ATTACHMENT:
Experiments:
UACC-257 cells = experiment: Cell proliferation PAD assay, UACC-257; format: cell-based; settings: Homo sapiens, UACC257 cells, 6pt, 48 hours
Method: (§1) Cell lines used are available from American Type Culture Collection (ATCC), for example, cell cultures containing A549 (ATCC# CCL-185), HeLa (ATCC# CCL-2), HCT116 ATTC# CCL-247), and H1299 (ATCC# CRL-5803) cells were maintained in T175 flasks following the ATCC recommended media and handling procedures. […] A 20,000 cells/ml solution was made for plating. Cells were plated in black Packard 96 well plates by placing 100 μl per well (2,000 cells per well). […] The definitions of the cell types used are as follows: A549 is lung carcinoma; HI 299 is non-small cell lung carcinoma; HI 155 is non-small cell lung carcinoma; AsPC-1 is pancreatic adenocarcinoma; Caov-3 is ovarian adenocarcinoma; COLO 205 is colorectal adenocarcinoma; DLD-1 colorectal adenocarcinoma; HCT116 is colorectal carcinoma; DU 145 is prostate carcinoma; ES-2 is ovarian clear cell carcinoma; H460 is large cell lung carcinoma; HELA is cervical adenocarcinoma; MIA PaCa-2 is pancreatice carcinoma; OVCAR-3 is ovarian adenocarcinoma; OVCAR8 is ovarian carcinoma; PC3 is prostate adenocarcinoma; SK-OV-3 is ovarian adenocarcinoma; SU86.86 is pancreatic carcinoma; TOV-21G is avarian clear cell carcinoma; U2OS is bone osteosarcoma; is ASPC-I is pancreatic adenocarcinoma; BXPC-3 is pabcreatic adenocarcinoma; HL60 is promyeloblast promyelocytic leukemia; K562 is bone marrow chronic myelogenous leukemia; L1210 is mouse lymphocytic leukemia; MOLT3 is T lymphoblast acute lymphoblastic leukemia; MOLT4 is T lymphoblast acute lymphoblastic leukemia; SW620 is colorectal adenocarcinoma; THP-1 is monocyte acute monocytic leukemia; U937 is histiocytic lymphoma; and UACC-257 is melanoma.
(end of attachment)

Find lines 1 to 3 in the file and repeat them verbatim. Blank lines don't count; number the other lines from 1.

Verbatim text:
Experiments:
UACC-257 cells = experiment: Cell proliferation PAD assay, UACC-257; format: cell-based; settings: Homo sapiens, UACC257 cells, 6pt, 48 hours
Method: (§1) Cell lines used are available from American Type Culture Collection (ATCC), for example, cell cultures containing A549 (ATCC# CCL-185), HeLa (ATCC# CCL-2), HCT116 ATTC# CCL-247), and H1299 (ATCC# CRL-5803) cells were maintained in T175 flasks following the ATCC recommended media and handling procedures. […] A 20,000 cells/ml solution was made for plating. Cells were plated in black Packard 96 well plates by placing 100 μl per well (2,000 cells per well). […] The definitions of the cell types used are as follows: A549 is lung carcinoma; HI 299 is non-small cell lung carcinoma; HI 155 is non-small cell lung carcinoma; AsPC-1 is pancreatic adenocarcinoma; Caov-3 is ovarian adenocarcinoma; COLO 205 is colorectal adenocarcinoma; DLD-1 colorectal adenocarcinoma; HCT116 is colorectal carcinoma; DU 145 is prostate carcinoma; ES-2 is ovarian clear cell carcinoma; H460 is large cell lung carcinoma; HELA is cervical adenocarcinoma; MIA PaCa-2 is pancreatice carcinoma; OVCAR-3 is ovarian adenocarcinoma; OVCAR8 is ovarian carcinoma; PC3 is prostate adenocarcinoma; SK-OV-3 is ovarian adenocarcinoma; SU86.86 is pancreatic carcinoma; TOV-21G is avarian clear cell carcinoma; U2OS is bone osteosarcoma; is ASPC-I is pancreatic adenocarcinoma; BXPC-3 is pabcreatic adenocarcinoma; HL60 is promyeloblast promyelocytic leukemia; K562 is bone marrow chronic myelogenous leukemia; L1210 is mouse lymphocytic leukemia; MOLT3 is T lymphoblast acute lymphoblastic leukemia; MOLT4 is T lymphoblast acute lymphoblastic leukemia; SW620 is colorectal adenocarcinoma; THP-1 is monocyte acute monocytic leukemia; U937 is histiocytic lymphoma; and UACC-257 is melanoma.